4 reasons to keep business & personal separate
One of the most useful things you can do when starting a business, is to keep your business finances separate from your personal.
“Separating business and personal accounts is the number one tip I give people” says Debra Anderson, owner of leading MYOB consultancy Anderson Tax & Consulting.
Anderson who sits on advisory boards for the Australian Tax Office and MYOB advises “It will save you money in the long run and if you don't keep them separate you're creating a headache for yourself down the track.”
It's never too early, Anderson stresses: “The minute you've got an ABN, open a separate business account”.
Paying for office stationery from the same account as your groceries can make it harder to measure how your business is doing.
“A lot of small business people don't use accounting systems so the only way they can really work out how their business is going is by how much is in the bank,” Anderson explains. She admits even she struggled to keep up before making a clean break between personal and business accounts.
“I got stuck a few years ago saying, 'where's all my money going?'” Anderson recalls.
“I didn't know whether it was me or my business sucking the money. And I'm an accountant. How is someone else supposed to work it out?
“I ended up working out I just like champagne a little too much, but at least once I started separating everything out, I knew where the cash was going.”
One way of being prepared for tax time could be through two separate business accounts:
a. A business transactional account with a linked debit or credit card for your expenses
b. Another transaction or savings account where you can set money aside for your tax and GST liability so you avoid any nasty shocks down the track.
Once these are set up, quit cash and try to do all your transactions electronically, Anderson advises.
“If you're paying cash out of your wallet it's very easy to lose your receipt or forget about it but if you pay electronically out of your business account you can always go back and find the transaction,” she explains.
“That means you're not missing out on claiming GST if you've registered for it and you're not missing out on claiming tax deductions.
“Whether it's $3.50 for coffee or $5 for parking, over a year it really adds up.”
“Until you lodge your first tax return you're not paying any tax on your earnings then, usually in year two, you get a tax bill for year one plus all of a sudden you also get hit with provisional tax,” Anderson explains.
“It's often one of the most painful points for small business if they're not prepared.”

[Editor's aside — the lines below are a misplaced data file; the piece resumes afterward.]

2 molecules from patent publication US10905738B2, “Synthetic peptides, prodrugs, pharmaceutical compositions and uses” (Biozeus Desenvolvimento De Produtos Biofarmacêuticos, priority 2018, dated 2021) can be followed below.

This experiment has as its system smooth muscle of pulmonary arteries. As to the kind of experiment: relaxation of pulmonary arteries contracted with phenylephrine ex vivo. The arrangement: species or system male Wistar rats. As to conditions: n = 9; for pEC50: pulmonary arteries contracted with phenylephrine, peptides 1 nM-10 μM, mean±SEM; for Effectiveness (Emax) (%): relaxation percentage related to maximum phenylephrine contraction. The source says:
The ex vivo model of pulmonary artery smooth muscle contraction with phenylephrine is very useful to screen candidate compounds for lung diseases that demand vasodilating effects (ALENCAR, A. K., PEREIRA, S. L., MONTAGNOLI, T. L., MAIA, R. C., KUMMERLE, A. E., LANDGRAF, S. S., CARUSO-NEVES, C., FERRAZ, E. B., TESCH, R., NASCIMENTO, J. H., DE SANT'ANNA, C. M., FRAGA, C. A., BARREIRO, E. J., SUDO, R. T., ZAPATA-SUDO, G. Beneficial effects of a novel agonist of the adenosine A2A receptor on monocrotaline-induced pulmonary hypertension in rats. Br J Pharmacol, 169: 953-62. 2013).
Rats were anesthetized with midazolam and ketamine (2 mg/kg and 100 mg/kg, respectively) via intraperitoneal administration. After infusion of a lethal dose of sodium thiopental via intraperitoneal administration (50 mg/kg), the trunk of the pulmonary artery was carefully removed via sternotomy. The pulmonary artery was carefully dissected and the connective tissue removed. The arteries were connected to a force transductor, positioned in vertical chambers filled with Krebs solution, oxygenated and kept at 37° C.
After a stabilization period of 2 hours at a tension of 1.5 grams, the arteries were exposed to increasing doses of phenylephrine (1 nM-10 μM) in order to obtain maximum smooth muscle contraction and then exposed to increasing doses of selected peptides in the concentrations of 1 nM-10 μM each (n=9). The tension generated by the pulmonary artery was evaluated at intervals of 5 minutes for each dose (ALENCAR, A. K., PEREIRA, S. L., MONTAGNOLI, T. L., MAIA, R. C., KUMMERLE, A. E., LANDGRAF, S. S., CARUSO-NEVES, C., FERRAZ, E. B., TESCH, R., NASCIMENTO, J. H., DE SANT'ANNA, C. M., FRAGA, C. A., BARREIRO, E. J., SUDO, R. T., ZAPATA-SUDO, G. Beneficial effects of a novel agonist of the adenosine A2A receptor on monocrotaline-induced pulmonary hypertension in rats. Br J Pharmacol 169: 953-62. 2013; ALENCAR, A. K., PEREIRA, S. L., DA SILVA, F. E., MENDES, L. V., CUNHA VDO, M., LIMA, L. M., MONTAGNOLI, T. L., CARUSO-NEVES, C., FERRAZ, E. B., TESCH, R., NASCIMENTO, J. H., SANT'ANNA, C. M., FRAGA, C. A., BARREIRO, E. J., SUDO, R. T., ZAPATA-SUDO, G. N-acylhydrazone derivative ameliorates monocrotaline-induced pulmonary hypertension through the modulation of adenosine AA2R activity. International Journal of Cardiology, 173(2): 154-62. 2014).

However, do check if the additional account will cost you any additional fees.
While separating your business and personal accounts is a great way to make sure you don't miss out on tax deductions, it also helps to guard against mistakenly claiming personal expenses. And if the ATO audits you three years down the track it will be much easier to recall your transactions.
“This one always scares people,” Anderson says. “If you've kept everything in the one account the ATO is going to say 'What's this? What's that? How do I know this is business and that is personal?' They're going to have to look through all your transactions.”
Keeping things clear cut is also likely to save you accounting fees while giving your accountant time to complete tasks that are more valuable to your business.
Opening an account that's tailored specifically for business needs can help make life a little easier. Online banking means your business banking and personal banking information are available at your fingertips - so there's no excuse for mixing your business and personal lives.
It could also save time when applying for other banking products, for example, when you start taking payments you may need a business bank account to do this.
“It's a lot easier than people think. You don't have to go into a branch, with some banks you can set up an account online in about ten minutes,” Anderson says.
Nicole shares how her banking went from personal to business.
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Any quotations referenced in this article represents the views of Debra Anderson and not necessarily those of the Bank. You should seek independent financial advice before acting on any matters set out in this article.
Any taxation position described in this proposal is a general statement and should only be used as a guide. It does not constitute tax advice and is based on current tax laws and their interpretation. You must seek your own independent tax advice in relation to their individual circumstances.